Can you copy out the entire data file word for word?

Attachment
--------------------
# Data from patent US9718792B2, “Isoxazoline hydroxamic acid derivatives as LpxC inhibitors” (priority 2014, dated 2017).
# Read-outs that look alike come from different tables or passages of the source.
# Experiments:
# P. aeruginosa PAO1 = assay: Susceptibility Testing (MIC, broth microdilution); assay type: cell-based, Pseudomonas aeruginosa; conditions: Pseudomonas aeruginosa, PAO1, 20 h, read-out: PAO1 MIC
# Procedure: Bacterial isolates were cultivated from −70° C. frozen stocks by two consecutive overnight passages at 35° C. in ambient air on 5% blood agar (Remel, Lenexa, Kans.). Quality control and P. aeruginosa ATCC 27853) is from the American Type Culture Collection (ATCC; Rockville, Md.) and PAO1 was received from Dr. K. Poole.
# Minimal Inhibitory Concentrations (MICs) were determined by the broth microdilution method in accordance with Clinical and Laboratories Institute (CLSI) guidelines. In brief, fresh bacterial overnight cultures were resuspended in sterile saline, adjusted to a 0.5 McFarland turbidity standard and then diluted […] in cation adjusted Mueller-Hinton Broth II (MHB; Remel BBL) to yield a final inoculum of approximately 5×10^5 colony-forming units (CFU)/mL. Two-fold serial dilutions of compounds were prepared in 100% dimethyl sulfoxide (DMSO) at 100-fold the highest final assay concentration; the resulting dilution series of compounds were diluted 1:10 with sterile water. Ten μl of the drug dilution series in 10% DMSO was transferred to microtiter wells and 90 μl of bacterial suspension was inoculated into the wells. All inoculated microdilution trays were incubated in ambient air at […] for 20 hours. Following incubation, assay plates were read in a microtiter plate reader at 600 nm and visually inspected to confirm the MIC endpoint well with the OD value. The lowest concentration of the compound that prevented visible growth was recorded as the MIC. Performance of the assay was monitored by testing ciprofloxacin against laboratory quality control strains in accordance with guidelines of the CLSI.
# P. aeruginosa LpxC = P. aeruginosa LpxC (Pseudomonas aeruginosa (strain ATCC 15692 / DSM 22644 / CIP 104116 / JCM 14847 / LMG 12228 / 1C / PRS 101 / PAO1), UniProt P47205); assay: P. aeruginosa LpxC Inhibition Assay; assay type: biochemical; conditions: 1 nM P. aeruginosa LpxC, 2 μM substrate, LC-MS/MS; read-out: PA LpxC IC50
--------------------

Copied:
# Data from patent US9718792B2, “Isoxazoline hydroxamic acid derivatives as LpxC inhibitors” (priority 2014, dated 2017).
# Read-outs that look alike come from different tables or passages of the source.
# Experiments:
# P. aeruginosa PAO1 = assay: Susceptibility Testing (MIC, broth microdilution); assay type: cell-based, Pseudomonas aeruginosa; conditions: Pseudomonas aeruginosa, PAO1, 20 h, read-out: PAO1 MIC
# Procedure: Bacterial isolates were cultivated from −70° C. frozen stocks by two consecutive overnight passages at 35° C. in ambient air on 5% blood agar (Remel, Lenexa, Kans.). Quality control and P. aeruginosa ATCC 27853) is from the American Type Culture Collection (ATCC; Rockville, Md.) and PAO1 was received from Dr. K. Poole.
# Minimal Inhibitory Concentrations (MICs) were determined by the broth microdilution method in accordance with Clinical and Laboratories Institute (CLSI) guidelines. In brief, fresh bacterial overnight cultures were resuspended in sterile saline, adjusted to a 0.5 McFarland turbidity standard and then diluted […] in cation adjusted Mueller-Hinton Broth II (MHB; Remel BBL) to yield a final inoculum of approximately 5×10^5 colony-forming units (CFU)/mL. Two-fold serial dilutions of compounds were prepared in 100% dimethyl sulfoxide (DMSO) at 100-fold the highest final assay concentration; the resulting dilution series of compounds were diluted 1:10 with sterile water. Ten μl of the drug dilution series in 10% DMSO was transferred to microtiter wells and 90 μl of bacterial suspension was inoculated into the wells. All inoculated microdilution trays were incubated in ambient air at […] for 20 hours. Following incubation, assay plates were read in a microtiter plate reader at 600 nm and visually inspected to confirm the MIC endpoint well with the OD value. The lowest concentration of the compound that prevented visible growth was recorded as the MIC. Performance of the assay was monitored by testing ciprofloxacin against laboratory quality control strains in accordance with guidelines of the CLSI.
# P. aeruginosa LpxC = P. aeruginosa LpxC (Pseudomonas aeruginosa (strain ATCC 15692 / DSM 22644 / CIP 104116 / JCM 14847 / LMG 12228 / 1C / PRS 101 / PAO1), UniProt P47205); assay: P. aeruginosa LpxC Inhibition Assay; assay type: biochemical; conditions: 1 nM P. aeruginosa LpxC, 2 μM substrate, LC-MS/MS; read-out: PA LpxC IC50